It’s been nearly five months since I last saw the sea up in Alexandria, the Mediterranean joining the Middle East to Europe. Mombasa is the gateway to East Africa, from the Arab peninsula, India and the Far East; the Indian Ocean lapping the Swahili coast, which itself is a fusion of Africa, Arab traders and India.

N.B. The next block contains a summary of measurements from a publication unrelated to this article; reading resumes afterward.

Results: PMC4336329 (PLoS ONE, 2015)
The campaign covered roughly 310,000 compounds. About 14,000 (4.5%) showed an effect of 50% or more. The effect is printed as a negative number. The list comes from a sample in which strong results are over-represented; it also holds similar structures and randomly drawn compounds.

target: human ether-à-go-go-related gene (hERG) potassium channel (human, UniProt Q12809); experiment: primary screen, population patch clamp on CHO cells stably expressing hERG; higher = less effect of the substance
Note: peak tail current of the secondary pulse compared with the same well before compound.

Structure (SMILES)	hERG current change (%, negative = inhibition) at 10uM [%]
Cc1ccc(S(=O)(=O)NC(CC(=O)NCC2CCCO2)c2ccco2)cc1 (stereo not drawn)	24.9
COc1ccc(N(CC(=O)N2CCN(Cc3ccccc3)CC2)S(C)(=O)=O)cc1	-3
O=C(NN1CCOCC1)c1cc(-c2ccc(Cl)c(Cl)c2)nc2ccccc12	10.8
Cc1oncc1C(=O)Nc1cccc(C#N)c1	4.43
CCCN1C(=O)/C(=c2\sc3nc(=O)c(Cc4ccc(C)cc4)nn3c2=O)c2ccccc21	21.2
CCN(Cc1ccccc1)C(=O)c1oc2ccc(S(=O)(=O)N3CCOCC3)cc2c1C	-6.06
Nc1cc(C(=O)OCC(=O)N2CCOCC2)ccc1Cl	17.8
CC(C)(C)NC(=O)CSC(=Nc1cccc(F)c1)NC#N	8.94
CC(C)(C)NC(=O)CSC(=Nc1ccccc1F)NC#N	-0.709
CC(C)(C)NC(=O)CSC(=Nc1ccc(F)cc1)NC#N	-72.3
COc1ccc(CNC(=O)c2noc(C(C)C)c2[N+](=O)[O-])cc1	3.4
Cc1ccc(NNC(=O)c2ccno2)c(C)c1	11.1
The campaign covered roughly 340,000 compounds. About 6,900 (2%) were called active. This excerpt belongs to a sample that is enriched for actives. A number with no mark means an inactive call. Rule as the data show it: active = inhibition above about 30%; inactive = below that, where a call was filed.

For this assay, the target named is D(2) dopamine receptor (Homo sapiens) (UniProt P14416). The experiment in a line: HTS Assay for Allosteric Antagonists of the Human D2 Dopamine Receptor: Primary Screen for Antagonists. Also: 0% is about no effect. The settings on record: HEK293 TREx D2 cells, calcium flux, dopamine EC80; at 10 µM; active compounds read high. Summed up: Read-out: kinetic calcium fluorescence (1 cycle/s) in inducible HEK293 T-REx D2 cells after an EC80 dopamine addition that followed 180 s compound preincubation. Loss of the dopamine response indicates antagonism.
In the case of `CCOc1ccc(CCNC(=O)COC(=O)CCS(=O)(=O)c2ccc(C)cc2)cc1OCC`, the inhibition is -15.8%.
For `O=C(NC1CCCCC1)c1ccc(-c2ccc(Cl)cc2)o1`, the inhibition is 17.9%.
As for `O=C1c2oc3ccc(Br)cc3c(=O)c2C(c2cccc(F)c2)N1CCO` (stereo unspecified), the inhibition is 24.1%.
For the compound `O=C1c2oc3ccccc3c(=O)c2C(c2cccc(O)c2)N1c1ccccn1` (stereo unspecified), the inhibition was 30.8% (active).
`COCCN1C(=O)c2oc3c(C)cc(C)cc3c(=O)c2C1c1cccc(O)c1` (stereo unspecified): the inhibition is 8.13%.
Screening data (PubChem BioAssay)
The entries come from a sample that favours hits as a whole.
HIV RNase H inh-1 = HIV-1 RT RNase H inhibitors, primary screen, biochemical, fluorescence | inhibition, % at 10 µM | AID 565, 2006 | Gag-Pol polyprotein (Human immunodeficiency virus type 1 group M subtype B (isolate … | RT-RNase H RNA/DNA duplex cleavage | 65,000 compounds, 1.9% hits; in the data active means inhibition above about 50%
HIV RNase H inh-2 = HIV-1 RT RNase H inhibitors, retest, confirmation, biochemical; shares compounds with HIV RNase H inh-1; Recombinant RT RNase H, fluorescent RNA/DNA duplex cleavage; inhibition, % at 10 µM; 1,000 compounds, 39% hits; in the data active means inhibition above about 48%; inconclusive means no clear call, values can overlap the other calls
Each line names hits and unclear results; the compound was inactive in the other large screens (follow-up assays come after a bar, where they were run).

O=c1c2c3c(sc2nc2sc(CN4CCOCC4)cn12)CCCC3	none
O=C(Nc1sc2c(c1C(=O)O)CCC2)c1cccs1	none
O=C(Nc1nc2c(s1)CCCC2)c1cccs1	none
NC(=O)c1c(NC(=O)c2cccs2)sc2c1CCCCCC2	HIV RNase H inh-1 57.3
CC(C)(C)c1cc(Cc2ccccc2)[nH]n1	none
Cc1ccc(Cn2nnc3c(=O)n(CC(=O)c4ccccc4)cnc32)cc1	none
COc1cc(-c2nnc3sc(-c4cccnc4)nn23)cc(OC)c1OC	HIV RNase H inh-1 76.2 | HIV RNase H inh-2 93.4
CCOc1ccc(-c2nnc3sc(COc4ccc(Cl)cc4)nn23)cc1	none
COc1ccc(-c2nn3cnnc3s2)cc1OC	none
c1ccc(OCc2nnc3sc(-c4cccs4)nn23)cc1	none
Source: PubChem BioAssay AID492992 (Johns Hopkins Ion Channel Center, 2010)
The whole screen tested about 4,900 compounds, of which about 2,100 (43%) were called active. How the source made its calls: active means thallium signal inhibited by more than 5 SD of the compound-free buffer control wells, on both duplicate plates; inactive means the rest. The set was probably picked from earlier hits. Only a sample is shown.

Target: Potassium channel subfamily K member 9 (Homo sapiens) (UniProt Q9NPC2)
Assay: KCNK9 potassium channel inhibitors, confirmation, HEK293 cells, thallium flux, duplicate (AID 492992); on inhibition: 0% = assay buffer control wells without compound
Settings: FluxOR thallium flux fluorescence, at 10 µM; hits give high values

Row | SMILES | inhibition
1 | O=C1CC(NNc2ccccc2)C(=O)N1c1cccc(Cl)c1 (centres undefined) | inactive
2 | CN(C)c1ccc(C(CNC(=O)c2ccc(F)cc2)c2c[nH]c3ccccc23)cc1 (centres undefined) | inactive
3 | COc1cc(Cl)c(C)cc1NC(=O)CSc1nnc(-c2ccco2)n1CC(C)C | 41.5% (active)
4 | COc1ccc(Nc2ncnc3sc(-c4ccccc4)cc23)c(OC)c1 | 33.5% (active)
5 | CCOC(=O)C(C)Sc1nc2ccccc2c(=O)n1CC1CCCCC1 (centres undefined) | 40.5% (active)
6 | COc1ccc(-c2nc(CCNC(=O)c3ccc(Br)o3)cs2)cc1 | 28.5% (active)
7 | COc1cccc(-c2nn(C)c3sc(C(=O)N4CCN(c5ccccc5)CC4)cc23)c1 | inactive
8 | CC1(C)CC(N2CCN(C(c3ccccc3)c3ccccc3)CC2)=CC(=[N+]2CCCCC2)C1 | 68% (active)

South of Mombasa, the Likona ferry tirelessly carries passengers from the island to the mainland. Crossing the bridge to the north, beaches form the shoreline, where swathes of Kenyans bathe in the ocean. I was there with a Kenyan friend, who was keen to go in the sea, but joined the masses around us in venturing out only with the aid of a “floater” - a giant black rubber ring. Many of these people, living right on the coast, cannot swim. I join a costaud Kenyan guy in trying to teach them, struggling to remember how I learned as a child.